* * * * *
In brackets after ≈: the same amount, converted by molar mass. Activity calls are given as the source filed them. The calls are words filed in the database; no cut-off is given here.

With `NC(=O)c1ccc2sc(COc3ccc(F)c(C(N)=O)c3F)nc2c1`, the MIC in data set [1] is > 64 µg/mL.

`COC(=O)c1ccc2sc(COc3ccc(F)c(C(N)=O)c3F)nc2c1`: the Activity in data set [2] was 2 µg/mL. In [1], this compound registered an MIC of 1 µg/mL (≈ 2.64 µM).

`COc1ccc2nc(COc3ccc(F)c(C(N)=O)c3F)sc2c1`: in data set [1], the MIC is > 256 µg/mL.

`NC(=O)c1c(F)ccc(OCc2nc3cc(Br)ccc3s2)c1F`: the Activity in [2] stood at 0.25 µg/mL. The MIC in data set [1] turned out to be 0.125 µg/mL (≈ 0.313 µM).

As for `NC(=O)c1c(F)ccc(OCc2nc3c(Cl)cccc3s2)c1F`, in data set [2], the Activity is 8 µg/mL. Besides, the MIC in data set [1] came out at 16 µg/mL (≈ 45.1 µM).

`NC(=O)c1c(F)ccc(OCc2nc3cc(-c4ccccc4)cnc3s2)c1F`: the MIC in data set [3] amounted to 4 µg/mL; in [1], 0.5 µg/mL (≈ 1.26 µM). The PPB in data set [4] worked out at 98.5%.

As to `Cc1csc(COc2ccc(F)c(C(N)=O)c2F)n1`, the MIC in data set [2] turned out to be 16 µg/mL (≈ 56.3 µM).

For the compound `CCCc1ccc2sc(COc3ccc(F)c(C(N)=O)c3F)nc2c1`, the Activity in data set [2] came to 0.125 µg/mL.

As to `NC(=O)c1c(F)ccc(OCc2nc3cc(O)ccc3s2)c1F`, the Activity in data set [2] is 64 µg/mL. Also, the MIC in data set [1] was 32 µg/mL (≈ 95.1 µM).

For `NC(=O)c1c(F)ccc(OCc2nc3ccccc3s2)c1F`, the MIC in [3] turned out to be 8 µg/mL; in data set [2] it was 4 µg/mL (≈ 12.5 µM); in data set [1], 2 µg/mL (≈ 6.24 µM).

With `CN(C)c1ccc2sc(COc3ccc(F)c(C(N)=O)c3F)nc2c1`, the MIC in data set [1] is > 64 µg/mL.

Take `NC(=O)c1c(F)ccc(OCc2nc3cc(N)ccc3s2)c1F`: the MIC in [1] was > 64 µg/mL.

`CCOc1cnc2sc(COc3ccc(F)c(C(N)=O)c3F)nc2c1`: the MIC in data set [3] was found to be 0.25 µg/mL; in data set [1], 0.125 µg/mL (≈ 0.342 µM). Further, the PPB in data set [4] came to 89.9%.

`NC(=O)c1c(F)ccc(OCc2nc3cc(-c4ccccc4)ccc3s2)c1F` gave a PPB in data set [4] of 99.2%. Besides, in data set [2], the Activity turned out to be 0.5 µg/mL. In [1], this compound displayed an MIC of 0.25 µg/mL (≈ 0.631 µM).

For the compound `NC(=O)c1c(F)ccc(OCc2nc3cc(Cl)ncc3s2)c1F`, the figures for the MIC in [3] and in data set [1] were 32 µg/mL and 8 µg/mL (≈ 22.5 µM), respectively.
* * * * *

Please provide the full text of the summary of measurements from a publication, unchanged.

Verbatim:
In brackets after ≈: the same amount, converted by molar mass. Activity calls are given as the source filed them. The calls are words filed in the database; no cut-off is given here.

With `NC(=O)c1ccc2sc(COc3ccc(F)c(C(N)=O)c3F)nc2c1`, the MIC in data set [1] is > 64 µg/mL.

`COC(=O)c1ccc2sc(COc3ccc(F)c(C(N)=O)c3F)nc2c1`: the Activity in data set [2] was 2 µg/mL. In [1], this compound registered an MIC of 1 µg/mL (≈ 2.64 µM).

`COc1ccc2nc(COc3ccc(F)c(C(N)=O)c3F)sc2c1`: in data set [1], the MIC is > 256 µg/mL.

`NC(=O)c1c(F)ccc(OCc2nc3cc(Br)ccc3s2)c1F`: the Activity in [2] stood at 0.25 µg/mL. The MIC in data set [1] turned out to be 0.125 µg/mL (≈ 0.313 µM).

As for `NC(=O)c1c(F)ccc(OCc2nc3c(Cl)cccc3s2)c1F`, in data set [2], the Activity is 8 µg/mL. Besides, the MIC in data set [1] came out at 16 µg/mL (≈ 45.1 µM).

`NC(=O)c1c(F)ccc(OCc2nc3cc(-c4ccccc4)cnc3s2)c1F`: the MIC in data set [3] amounted to 4 µg/mL; in [1], 0.5 µg/mL (≈ 1.26 µM). The PPB in data set [4] worked out at 98.5%.

As to `Cc1csc(COc2ccc(F)c(C(N)=O)c2F)n1`, the MIC in data set [2] turned out to be 16 µg/mL (≈ 56.3 µM).

For the compound `CCCc1ccc2sc(COc3ccc(F)c(C(N)=O)c3F)nc2c1`, the Activity in data set [2] came to 0.125 µg/mL.

As to `NC(=O)c1c(F)ccc(OCc2nc3cc(O)ccc3s2)c1F`, the Activity in data set [2] is 64 µg/mL. Also, the MIC in data set [1] was 32 µg/mL (≈ 95.1 µM).

For `NC(=O)c1c(F)ccc(OCc2nc3ccccc3s2)c1F`, the MIC in [3] turned out to be 8 µg/mL; in data set [2] it was 4 µg/mL (≈ 12.5 µM); in data set [1], 2 µg/mL (≈ 6.24 µM).

With `CN(C)c1ccc2sc(COc3ccc(F)c(C(N)=O)c3F)nc2c1`, the MIC in data set [1] is > 64 µg/mL.

Take `NC(=O)c1c(F)ccc(OCc2nc3cc(N)ccc3s2)c1F`: the MIC in [1] was > 64 µg/mL.

`CCOc1cnc2sc(COc3ccc(F)c(C(N)=O)c3F)nc2c1`: the MIC in data set [3] was found to be 0.25 µg/mL; in data set [1], 0.125 µg/mL (≈ 0.342 µM). Further, the PPB in data set [4] came to 89.9%.

`NC(=O)c1c(F)ccc(OCc2nc3cc(-c4ccccc4)ccc3s2)c1F` gave a PPB in data set [4] of 99.2%. Besides, in data set [2], the Activity turned out to be 0.5 µg/mL. In [1], this compound displayed an MIC of 0.25 µg/mL (≈ 0.631 µM).

For the compound `NC(=O)c1c(F)ccc(OCc2nc3cc(Cl)ncc3s2)c1F`, the figures for the MIC in [3] and in data set [1] were 32 µg/mL and 8 µg/mL (≈ 22.5 µM), respectively.